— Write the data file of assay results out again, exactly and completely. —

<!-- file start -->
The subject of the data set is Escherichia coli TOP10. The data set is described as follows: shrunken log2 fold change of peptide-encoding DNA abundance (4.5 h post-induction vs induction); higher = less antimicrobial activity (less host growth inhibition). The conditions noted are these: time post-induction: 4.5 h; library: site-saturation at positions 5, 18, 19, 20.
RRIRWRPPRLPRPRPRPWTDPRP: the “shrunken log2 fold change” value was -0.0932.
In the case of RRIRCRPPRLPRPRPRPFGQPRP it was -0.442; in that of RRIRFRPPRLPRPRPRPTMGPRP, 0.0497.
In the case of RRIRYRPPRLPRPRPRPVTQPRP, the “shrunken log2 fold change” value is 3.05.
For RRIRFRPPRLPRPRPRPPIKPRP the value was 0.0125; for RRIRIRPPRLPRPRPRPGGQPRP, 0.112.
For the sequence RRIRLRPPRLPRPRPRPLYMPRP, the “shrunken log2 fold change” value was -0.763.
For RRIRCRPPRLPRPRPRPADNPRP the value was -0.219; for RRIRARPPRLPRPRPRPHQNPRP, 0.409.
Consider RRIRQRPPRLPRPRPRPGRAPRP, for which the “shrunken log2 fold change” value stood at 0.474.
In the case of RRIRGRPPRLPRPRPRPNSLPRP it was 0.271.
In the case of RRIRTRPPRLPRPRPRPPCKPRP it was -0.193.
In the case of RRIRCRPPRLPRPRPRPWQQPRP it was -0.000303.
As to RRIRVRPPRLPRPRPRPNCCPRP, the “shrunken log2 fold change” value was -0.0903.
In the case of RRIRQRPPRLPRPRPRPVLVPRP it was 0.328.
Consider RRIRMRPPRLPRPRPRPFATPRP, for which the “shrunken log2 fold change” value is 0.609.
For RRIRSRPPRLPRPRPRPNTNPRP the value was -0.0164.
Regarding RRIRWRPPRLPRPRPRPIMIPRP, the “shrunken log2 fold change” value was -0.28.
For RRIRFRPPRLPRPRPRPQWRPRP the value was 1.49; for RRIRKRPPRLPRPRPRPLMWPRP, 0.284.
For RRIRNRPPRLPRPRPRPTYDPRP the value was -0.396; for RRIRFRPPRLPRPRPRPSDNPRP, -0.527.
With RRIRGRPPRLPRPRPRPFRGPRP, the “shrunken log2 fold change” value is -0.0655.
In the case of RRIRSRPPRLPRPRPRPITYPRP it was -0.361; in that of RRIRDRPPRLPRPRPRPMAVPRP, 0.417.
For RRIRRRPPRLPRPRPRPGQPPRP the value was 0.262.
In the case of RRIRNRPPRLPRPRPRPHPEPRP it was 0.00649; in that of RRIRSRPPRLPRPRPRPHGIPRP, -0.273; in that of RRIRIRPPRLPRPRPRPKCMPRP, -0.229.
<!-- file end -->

The subject of the data set is Escherichia coli TOP10. The data set is described as follows: shrunken log2 fold change of peptide-encoding DNA abundance (4.5 h post-induction vs induction); higher = less antimicrobial activity (less host growth inhibition). The conditions noted are these: time post-induction: 4.5 h; library: site-saturation at positions 5, 18, 19, 20.
RRIRWRPPRLPRPRPRPWTDPRP: the “shrunken log2 fold change” value was -0.0932.
In the case of RRIRCRPPRLPRPRPRPFGQPRP it was -0.442; in that of RRIRFRPPRLPRPRPRPTMGPRP, 0.0497.
In the case of RRIRYRPPRLPRPRPRPVTQPRP, the “shrunken log2 fold change” value is 3.05.
For RRIRFRPPRLPRPRPRPPIKPRP the value was 0.0125; for RRIRIRPPRLPRPRPRPGGQPRP, 0.112.
For the sequence RRIRLRPPRLPRPRPRPLYMPRP, the “shrunken log2 fold change” value was -0.763.
For RRIRCRPPRLPRPRPRPADNPRP the value was -0.219; for RRIRARPPRLPRPRPRPHQNPRP, 0.409.
Consider RRIRQRPPRLPRPRPRPGRAPRP, for which the “shrunken log2 fold change” value stood at 0.474.
In the case of RRIRGRPPRLPRPRPRPNSLPRP it was 0.271.
In the case of RRIRTRPPRLPRPRPRPPCKPRP it was -0.193.
In the case of RRIRCRPPRLPRPRPRPWQQPRP it was -0.000303.
As to RRIRVRPPRLPRPRPRPNCCPRP, the “shrunken log2 fold change” value was -0.0903.
In the case of RRIRQRPPRLPRPRPRPVLVPRP it was 0.328.
Consider RRIRMRPPRLPRPRPRPFATPRP, for which the “shrunken log2 fold change” value is 0.609.
For RRIRSRPPRLPRPRPRPNTNPRP the value was -0.0164.
Regarding RRIRWRPPRLPRPRPRPIMIPRP, the “shrunken log2 fold change” value was -0.28.
For RRIRFRPPRLPRPRPRPQWRPRP the value was 1.49; for RRIRKRPPRLPRPRPRPLMWPRP, 0.284.
For RRIRNRPPRLPRPRPRPTYDPRP the value was -0.396; for RRIRFRPPRLPRPRPRPSDNPRP, -0.527.
With RRIRGRPPRLPRPRPRPFRGPRP, the “shrunken log2 fold change” value is -0.0655.
In the case of RRIRSRPPRLPRPRPRPITYPRP it was -0.361; in that of RRIRDRPPRLPRPRPRPMAVPRP, 0.417.
For RRIRRRPPRLPRPRPRPGQPPRP the value was 0.262.
In the case of RRIRNRPPRLPRPRPRPHPEPRP it was 0.00649; in that of RRIRSRPPRLPRPRPRPHGIPRP, -0.273; in that of RRIRIRPPRLPRPRPRPKCMPRP, -0.229.